“People will remember the way you made them feel,” thinks Christopher Watkin

20 April 2020

Invest time now in creating useful resources that will help your community navigate the coronavirus pandemic and you'll develop long-lasting relationships.

“People will remember the way you made them feel,” says Christopher Watkin, who thinks the coronavirus pandemic is an opportunity for letting agents to build strong relationships in their local communities that will put them in a better position when business returns to normal. “We need to be caring and compassionate and go out there and give great advice that’s educational and interesting, which people will remember. They'll start to trust you, and people do business with people they trust."

Watkin, who creates content for agencies to help them attract new landlords, has long advocated that letting agents take a content-based approach to their marketing, sharing information and advice to build up trust and credibility in their local area and, ultimately, win new landlords. During the coronavirus pandemic, the nature of that information and advice might have changed, says Watkin, but the principle remains the same.

“Why don't you create compelling, interesting content that's relevant to your town right now? Things like, how people can deal with working from home, how to homeschool their kids, tell people who they need to talk to if they live in a certain area, find out what organisations groups are in your town and then give them a big shout out. Become the brand or the person who collates all that information,” says Watkin. He says he’s seen many agents taking a “business as usual” approach to their content during the pandemic and he thinks that’s a mistake. “These are not the messages that people need to be seeing at the moment.”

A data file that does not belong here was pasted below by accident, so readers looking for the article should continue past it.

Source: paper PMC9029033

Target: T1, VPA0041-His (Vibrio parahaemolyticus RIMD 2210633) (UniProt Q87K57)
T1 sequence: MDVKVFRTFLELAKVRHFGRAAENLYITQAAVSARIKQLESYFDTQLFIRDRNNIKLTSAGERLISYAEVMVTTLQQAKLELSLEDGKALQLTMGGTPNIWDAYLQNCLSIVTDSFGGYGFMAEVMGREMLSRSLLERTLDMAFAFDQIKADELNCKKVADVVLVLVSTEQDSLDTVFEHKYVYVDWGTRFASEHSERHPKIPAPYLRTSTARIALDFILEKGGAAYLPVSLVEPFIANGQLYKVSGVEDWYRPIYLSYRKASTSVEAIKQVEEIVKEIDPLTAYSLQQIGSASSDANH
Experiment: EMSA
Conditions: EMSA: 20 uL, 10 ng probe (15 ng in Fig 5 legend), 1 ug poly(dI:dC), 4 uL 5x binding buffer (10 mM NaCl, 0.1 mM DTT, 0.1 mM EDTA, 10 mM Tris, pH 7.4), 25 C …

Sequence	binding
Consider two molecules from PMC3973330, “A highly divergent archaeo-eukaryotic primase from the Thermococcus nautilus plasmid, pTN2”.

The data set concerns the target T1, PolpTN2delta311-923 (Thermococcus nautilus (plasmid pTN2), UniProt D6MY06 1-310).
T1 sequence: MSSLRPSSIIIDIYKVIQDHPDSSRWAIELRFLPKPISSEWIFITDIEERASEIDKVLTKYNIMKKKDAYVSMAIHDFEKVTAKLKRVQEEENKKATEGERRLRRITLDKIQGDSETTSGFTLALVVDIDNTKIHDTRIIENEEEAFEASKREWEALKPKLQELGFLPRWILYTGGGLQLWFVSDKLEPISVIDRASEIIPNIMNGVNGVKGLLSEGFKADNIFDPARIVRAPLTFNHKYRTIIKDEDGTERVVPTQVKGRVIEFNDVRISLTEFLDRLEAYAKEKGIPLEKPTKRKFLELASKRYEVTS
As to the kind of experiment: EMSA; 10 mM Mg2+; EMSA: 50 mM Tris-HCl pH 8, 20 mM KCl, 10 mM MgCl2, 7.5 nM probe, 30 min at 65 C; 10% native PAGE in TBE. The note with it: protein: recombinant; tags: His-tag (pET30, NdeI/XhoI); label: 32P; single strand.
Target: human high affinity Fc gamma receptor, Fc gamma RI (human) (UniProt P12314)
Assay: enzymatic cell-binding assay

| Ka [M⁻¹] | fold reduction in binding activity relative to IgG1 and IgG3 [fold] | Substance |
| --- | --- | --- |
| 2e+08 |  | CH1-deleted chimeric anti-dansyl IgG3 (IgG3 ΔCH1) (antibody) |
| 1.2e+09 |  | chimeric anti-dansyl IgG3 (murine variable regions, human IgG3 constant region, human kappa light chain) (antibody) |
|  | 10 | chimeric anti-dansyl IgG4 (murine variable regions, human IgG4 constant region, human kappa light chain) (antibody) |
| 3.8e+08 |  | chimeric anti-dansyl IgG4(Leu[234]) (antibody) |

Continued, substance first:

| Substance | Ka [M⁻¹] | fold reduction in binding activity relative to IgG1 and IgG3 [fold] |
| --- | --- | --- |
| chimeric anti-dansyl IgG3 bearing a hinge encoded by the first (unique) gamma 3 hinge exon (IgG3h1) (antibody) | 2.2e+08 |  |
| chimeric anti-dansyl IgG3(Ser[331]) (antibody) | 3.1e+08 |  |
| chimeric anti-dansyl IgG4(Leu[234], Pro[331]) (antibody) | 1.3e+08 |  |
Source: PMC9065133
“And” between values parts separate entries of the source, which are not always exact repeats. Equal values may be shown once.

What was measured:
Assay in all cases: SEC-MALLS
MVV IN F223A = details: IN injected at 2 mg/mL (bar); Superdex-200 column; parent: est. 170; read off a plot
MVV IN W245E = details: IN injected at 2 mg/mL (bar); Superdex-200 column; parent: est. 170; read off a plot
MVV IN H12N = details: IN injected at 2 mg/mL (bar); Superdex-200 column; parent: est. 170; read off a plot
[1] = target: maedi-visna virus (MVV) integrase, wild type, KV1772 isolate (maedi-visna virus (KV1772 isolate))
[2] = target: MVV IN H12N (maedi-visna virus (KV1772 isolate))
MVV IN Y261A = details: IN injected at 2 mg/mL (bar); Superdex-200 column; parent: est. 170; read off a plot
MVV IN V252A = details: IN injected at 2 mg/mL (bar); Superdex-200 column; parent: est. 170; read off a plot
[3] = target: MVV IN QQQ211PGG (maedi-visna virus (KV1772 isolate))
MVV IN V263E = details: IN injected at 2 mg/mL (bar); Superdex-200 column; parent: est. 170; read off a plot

Watkin says social media has made it easier than ever for brands to reach thousands of people and become a trusted, go-to source of information in their community. “Twenty years ago, you wouldn't have dreamed of that.The only way you could talk to thousands of people was by spending thousands of pounds on a newspaper advert - the variable of success was who had the deepest pockets. That barrier to entry has been removed. Now, the variable of success is what kind content you put up.”

He suggests that agents should invest time now in creating helpful content. “If you haven't got a great Facebook page, why don't you start one for your town? Spend an hour a day researching and posting about what's happening in the community and, in six months, all of a sudden, you'll have two, three, 4,000 followers. That’s how you get people's attention, engagement, and trust,” says Watkin. Those agents who are furloughed during this period could take a similar approach and work on developing their personal brands by providing the same helpful content for their communities.

“Agents need to start thinking differently,” says Watkin. “The people of our towns are not there for us. We're there for them.”

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